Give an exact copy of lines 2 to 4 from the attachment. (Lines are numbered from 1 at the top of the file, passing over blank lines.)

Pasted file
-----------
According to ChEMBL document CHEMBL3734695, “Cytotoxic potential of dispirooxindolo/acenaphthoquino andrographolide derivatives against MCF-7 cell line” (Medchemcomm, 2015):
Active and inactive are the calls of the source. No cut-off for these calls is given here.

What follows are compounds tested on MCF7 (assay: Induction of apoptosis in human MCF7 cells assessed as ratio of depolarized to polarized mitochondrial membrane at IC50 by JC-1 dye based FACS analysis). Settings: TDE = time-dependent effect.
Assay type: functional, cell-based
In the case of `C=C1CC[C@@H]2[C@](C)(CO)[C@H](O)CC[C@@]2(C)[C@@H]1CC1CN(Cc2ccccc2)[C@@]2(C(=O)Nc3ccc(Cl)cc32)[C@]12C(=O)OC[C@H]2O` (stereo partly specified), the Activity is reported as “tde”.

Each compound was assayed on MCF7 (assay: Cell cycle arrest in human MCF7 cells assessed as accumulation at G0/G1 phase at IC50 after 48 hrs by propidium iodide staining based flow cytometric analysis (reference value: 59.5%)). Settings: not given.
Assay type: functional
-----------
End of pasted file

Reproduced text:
Active and inactive are the calls of the source. No cut-off for these calls is given here.

What follows are compounds tested on MCF7 (assay: Induction of apoptosis in human MCF7 cells assessed as ratio of depolarized to polarized mitochondrial membrane at IC50 by JC-1 dye based FACS analysis). Settings: TDE = time-dependent effect.
Assay type: functional, cell-based